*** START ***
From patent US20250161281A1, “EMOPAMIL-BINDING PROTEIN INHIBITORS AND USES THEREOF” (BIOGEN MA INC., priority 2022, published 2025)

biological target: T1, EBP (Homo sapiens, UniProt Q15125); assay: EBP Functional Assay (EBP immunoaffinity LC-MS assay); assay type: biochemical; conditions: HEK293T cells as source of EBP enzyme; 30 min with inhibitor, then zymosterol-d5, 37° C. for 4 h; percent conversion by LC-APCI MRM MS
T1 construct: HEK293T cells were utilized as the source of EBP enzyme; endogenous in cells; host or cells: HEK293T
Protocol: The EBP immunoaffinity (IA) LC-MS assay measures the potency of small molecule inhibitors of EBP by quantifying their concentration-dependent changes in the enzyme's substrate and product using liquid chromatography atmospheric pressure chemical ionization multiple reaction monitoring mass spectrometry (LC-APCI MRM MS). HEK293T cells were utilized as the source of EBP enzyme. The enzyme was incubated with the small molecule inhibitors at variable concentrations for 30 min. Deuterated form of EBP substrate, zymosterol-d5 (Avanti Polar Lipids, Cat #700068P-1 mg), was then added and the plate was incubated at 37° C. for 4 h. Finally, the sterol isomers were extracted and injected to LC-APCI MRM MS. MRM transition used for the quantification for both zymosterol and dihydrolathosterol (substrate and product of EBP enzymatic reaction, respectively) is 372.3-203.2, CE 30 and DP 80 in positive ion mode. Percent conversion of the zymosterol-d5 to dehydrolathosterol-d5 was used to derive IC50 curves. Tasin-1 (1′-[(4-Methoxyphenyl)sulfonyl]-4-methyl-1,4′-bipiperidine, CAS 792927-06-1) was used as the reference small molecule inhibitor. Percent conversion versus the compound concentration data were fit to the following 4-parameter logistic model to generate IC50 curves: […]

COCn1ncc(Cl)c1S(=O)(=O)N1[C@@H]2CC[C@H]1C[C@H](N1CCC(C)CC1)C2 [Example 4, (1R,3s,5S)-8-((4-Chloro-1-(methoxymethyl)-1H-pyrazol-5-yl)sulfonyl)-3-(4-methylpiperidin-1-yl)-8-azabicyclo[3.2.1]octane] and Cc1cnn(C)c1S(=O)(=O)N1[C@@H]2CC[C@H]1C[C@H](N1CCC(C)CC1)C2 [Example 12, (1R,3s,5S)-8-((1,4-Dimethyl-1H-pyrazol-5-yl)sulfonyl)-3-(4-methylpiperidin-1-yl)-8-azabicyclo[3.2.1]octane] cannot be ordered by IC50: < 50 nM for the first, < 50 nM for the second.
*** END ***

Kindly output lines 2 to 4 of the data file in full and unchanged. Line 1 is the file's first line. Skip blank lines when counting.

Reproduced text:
biological target: T1, EBP (Homo sapiens, UniProt Q15125); assay: EBP Functional Assay (EBP immunoaffinity LC-MS assay); assay type: biochemical; conditions: HEK293T cells as source of EBP enzyme; 30 min with inhibitor, then zymosterol-d5, 37° C. for 4 h; percent conversion by LC-APCI MRM MS
T1 construct: HEK293T cells were utilized as the source of EBP enzyme; endogenous in cells; host or cells: HEK293T
Protocol: The EBP immunoaffinity (IA) LC-MS assay measures the potency of small molecule inhibitors of EBP by quantifying their concentration-dependent changes in the enzyme's substrate and product using liquid chromatography atmospheric pressure chemical ionization multiple reaction monitoring mass spectrometry (LC-APCI MRM MS). HEK293T cells were utilized as the source of EBP enzyme. The enzyme was incubated with the small molecule inhibitors at variable concentrations for 30 min. Deuterated form of EBP substrate, zymosterol-d5 (Avanti Polar Lipids, Cat #700068P-1 mg), was then added and the plate was incubated at 37° C. for 4 h. Finally, the sterol isomers were extracted and injected to LC-APCI MRM MS. MRM transition used for the quantification for both zymosterol and dihydrolathosterol (substrate and product of EBP enzymatic reaction, respectively) is 372.3-203.2, CE 30 and DP 80 in positive ion mode. Percent conversion of the zymosterol-d5 to dehydrolathosterol-d5 was used to derive IC50 curves. Tasin-1 (1′-[(4-Methoxyphenyl)sulfonyl]-4-methyl-1,4′-bipiperidine, CAS 792927-06-1) was used as the reference small molecule inhibitor. Percent conversion versus the compound concentration data were fit to the following 4-parameter logistic model to generate IC50 curves: […]